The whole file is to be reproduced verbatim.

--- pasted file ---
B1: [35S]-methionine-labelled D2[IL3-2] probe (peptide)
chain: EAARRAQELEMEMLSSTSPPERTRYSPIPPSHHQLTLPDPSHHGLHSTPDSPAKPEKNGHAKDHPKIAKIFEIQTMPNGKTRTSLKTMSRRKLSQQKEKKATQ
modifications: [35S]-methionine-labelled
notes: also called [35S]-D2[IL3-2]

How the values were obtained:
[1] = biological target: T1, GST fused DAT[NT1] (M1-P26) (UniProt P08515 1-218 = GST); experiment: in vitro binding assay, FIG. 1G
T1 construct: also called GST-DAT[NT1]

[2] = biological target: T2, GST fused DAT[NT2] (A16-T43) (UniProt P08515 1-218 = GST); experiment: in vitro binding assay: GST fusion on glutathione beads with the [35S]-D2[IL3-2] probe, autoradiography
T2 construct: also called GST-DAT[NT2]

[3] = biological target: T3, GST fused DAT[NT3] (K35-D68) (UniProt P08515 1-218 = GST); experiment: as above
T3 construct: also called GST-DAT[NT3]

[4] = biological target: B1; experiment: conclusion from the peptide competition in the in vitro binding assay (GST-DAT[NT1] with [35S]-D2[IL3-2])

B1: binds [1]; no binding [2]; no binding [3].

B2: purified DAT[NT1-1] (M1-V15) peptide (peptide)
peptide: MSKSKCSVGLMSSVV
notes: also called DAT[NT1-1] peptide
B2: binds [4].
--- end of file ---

B1: [35S]-methionine-labelled D2[IL3-2] probe (peptide)
chain: EAARRAQELEMEMLSSTSPPERTRYSPIPPSHHQLTLPDPSHHGLHSTPDSPAKPEKNGHAKDHPKIAKIFEIQTMPNGKTRTSLKTMSRRKLSQQKEKKATQ
modifications: [35S]-methionine-labelled
notes: also called [35S]-D2[IL3-2]

How the values were obtained:
[1] = biological target: T1, GST fused DAT[NT1] (M1-P26) (UniProt P08515 1-218 = GST); experiment: in vitro binding assay, FIG. 1G
T1 construct: also called GST-DAT[NT1]

[2] = biological target: T2, GST fused DAT[NT2] (A16-T43) (UniProt P08515 1-218 = GST); experiment: in vitro binding assay: GST fusion on glutathione beads with the [35S]-D2[IL3-2] probe, autoradiography
T2 construct: also called GST-DAT[NT2]

[3] = biological target: T3, GST fused DAT[NT3] (K35-D68) (UniProt P08515 1-218 = GST); experiment: as above
T3 construct: also called GST-DAT[NT3]

[4] = biological target: B1; experiment: conclusion from the peptide competition in the in vitro binding assay (GST-DAT[NT1] with [35S]-D2[IL3-2])

B1: binds [1]; no binding [2]; no binding [3].

B2: purified DAT[NT1-1] (M1-V15) peptide (peptide)
peptide: MSKSKCSVGLMSSVV
notes: also called DAT[NT1-1] peptide
B2: binds [4].